More pre-k could lead to more ADHD diagnoses warn Berkeley researchers Stephen P. Hinshaw and Richard M. Scheffler in a New York Times op-ed.
Introducing millions of 3- to 5-year-olds to classrooms and preacademic demands means that many more distracted kids will undoubtedly catch the attention of their teachers. Sure, many children this age are already in preschool, but making the movement universal and embedding transitional-K programs in public schools is bound to increase the pressure. We’re all for high standards, but danger lurks.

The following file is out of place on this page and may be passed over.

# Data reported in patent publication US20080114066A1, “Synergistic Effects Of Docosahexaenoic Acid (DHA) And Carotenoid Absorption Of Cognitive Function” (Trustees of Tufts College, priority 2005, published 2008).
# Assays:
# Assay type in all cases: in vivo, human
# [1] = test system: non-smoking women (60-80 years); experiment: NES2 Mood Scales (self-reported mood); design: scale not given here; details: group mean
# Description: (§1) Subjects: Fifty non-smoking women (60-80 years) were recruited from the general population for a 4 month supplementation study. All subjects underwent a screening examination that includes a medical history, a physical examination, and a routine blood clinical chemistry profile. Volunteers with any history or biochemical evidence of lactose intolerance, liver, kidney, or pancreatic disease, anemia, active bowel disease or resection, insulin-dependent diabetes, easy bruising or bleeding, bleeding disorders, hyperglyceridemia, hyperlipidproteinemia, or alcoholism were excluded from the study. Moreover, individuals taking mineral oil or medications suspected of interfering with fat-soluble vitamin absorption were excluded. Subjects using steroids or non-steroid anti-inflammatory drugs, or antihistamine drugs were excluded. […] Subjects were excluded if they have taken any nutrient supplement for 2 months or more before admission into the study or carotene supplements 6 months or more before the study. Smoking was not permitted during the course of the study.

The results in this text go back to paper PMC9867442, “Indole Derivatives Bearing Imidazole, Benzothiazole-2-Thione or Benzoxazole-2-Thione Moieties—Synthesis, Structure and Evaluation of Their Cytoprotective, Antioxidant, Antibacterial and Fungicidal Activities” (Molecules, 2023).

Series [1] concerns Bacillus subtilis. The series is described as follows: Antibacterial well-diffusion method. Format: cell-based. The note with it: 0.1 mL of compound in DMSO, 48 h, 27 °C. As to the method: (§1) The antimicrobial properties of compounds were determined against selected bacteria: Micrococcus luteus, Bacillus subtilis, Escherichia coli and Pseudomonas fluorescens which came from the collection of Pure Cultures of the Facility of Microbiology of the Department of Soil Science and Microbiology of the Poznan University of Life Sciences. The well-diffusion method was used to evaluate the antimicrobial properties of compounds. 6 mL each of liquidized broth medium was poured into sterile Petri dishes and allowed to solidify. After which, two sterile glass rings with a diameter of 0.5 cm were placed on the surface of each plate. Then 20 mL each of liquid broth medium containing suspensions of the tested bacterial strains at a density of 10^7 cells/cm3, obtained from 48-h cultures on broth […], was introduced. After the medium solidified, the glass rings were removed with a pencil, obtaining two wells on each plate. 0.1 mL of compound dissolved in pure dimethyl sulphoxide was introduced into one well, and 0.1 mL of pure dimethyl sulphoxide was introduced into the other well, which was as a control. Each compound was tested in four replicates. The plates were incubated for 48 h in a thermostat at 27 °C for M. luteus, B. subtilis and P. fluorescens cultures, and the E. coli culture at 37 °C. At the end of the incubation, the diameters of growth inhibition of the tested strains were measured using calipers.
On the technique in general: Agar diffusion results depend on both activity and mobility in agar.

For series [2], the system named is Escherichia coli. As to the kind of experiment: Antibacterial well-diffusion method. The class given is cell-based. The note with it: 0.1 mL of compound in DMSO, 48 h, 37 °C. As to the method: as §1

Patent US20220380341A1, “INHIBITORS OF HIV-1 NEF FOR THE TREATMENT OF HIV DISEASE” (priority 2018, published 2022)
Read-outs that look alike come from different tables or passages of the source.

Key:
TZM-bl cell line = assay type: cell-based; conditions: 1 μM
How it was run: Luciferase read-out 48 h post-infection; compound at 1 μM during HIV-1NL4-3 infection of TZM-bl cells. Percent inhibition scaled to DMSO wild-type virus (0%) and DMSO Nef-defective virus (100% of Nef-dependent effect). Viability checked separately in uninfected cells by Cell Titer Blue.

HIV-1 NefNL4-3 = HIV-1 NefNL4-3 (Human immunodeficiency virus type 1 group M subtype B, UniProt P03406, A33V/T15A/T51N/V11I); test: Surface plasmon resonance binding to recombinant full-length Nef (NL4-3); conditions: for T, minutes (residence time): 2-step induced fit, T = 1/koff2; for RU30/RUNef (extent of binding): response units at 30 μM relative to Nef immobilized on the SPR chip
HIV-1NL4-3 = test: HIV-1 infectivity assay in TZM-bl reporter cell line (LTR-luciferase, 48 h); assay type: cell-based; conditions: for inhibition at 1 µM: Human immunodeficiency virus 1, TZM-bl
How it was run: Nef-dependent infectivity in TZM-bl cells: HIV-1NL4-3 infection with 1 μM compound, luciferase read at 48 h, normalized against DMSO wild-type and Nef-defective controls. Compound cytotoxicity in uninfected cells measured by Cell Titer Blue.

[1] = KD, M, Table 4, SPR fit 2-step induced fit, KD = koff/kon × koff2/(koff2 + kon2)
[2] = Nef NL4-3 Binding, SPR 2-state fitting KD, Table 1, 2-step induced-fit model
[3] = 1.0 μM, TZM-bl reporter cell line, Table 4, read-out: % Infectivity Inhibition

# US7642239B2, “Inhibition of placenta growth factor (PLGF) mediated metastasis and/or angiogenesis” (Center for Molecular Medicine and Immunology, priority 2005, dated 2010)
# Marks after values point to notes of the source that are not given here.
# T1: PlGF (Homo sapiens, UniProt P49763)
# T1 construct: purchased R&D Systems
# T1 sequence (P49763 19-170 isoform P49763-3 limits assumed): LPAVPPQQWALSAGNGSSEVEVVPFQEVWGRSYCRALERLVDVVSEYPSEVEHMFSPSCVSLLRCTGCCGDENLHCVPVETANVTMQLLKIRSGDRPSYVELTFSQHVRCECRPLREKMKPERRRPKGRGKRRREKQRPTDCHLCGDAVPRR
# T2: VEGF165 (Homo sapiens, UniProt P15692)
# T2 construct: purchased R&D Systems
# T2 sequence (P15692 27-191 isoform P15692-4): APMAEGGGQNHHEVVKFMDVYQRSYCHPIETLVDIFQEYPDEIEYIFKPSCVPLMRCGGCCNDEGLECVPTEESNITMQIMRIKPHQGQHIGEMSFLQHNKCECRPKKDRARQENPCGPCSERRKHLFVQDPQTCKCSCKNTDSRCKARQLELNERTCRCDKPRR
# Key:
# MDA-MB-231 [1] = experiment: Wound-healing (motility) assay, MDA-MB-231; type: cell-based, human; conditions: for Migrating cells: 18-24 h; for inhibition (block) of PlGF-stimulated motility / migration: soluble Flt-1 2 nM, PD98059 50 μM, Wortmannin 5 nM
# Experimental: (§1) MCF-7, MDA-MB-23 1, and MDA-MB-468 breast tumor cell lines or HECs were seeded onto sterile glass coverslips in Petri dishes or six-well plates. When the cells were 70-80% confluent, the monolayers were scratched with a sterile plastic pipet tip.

Early intervention helps kids who really have ADHD, the professors write. But millions of children with ADHD labels — and prescriptions — don’t truly have the disorder.
Our research has revealed a worrisome parallel between our nation’s increasing push for academic achievement and increased school accountability — and skyrocketing ADHD diagnoses, particularly for the nation’s poorest children.
“By age 17, nearly one in five American boys and one in 10 girls has been told that they have ADHD,” Hinshaw and Scheffler write. That’s a 40 percent increase from a decade ago.